By Jeffrey Anderson,
Common Sense Media Reviewer
Common Sense Media Reviewers
Vulgar little bear is back, with big ideas and crude humor.
A Lot or a Little?
What you will—and won't—find in this movie.
Amid all the crude humor, the movie raises many interesting questions about what it means to be a person. Are we a person if we can recognize our emotions and show empathy? Do we need to be responsible in the world and give something back? Or do we simply show love? Sly commentary on America's history of marginalizing people for being different.
Positive Role Models
As lovable as these guys are, they don't model behavior that's worth emulating. They play mean pranks on one another, smoke lots of pot, and engage in other iffy behavior.
Violence & Scariness
A character gets smacked by a large object and thrown across a room. Characters thrown out a window. Throwing apples at passing joggers. Bike accident. Punching, bullying.
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Sex, Romance & Nudity
Very strong, frequent sexual innuendo and sex talk. Graphic images of bears mating on TV. References to Internet porn, including various fetishes. A character is covered with "jizz" in a laboratory. Ted is shown offering "BJs" on a street corner. Bong shaped like a penis. A woman in costume has three breasts.
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Frequent, extremely strong language, with multiple uses of "f--k," "motherf----r," "s--t," "a--hole," "c--k," "ass," "whore," "t-ts," "penis," the "N" word, "nutsack," "jerk off," "piss," "fags," and "hell," plus "Jesus Christ" (as an exclamation).
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Products & Purchases
Products/brands seen/discussed include Trix cereal, Solo plastic drinking cups, Tootsie Rolls, Starbucks, Facebook. Many media franchise names referenced at ComicCon (Star Wars, Star Trek, Teenage Mutant Ninja Turtles, Superman, etc.)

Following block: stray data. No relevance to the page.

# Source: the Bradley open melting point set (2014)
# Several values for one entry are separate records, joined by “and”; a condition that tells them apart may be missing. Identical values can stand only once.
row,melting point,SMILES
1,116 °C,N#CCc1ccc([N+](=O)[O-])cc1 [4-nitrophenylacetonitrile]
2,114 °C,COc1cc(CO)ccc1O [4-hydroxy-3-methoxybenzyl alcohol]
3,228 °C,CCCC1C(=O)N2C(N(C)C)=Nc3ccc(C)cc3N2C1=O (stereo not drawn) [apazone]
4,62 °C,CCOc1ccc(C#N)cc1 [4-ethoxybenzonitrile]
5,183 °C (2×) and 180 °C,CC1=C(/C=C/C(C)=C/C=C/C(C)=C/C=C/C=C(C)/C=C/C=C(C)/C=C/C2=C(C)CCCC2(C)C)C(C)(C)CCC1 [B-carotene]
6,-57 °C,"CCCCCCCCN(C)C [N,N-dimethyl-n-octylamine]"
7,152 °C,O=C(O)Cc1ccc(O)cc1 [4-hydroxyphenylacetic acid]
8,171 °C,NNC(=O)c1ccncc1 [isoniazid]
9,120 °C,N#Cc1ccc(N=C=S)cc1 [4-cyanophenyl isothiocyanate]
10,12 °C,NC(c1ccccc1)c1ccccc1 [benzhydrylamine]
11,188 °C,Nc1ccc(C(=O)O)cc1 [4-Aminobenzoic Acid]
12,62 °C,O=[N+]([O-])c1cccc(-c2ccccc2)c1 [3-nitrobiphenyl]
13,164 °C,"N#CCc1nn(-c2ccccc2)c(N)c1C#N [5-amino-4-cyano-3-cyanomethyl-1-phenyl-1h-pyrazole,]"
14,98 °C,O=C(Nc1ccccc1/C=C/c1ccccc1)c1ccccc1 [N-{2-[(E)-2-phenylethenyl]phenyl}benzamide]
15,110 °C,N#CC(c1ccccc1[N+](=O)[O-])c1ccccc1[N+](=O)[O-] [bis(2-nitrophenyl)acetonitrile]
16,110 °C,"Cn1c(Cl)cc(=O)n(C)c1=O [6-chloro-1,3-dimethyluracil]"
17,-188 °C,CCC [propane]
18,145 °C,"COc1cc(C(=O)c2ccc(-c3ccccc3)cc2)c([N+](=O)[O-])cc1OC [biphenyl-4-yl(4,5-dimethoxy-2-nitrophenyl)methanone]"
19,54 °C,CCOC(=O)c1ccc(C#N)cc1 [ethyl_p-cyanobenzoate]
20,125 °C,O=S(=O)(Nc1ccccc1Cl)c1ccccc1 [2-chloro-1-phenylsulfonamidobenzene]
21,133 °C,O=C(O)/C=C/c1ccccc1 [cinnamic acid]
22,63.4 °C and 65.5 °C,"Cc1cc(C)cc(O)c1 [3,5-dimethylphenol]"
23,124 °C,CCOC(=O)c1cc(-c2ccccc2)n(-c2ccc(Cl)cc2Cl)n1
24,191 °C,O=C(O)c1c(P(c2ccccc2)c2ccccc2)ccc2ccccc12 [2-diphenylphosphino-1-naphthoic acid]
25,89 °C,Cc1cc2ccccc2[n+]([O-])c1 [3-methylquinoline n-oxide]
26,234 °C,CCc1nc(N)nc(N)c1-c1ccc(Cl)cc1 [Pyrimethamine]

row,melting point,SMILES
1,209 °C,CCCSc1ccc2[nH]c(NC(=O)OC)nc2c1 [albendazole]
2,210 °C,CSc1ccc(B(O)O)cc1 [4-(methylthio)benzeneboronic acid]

Drinking, Drugs & Smoking
Heavy pot smoking and pot references. Fairly frequent beer drinking (no drunkenness). References to cocaine. Some characters are said to have excessively used drugs in the past. Brief cigarette smoking.
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Parents Need to Know
Parents need to know that Ted 2 is the sequel to Seth McFarlane's mega-successful Ted -- and, like the first, it's a very vulgar comedy filled with drugs, sexual references, and extremely strong language (constant use of "f--k," "s--t," "a--hole," and many others). There's no graphic nudity or sex, but characters talk about sex/make innuendoes constantly, with references to oral sex, Internet porn, and various fetishes. The three main characters smoke pot regularly, and there's background drinking, and references to cocaine and heavy drug use in some characters' past. There's some punching and bullying, and characters get thrown around. Several products and brands are shown and referenced, often with humorous overtones. All of that said, the movie has some interesting ideas about what it means to be a person, viewers who can handle the mature content will definitely have something to think about after seeing it.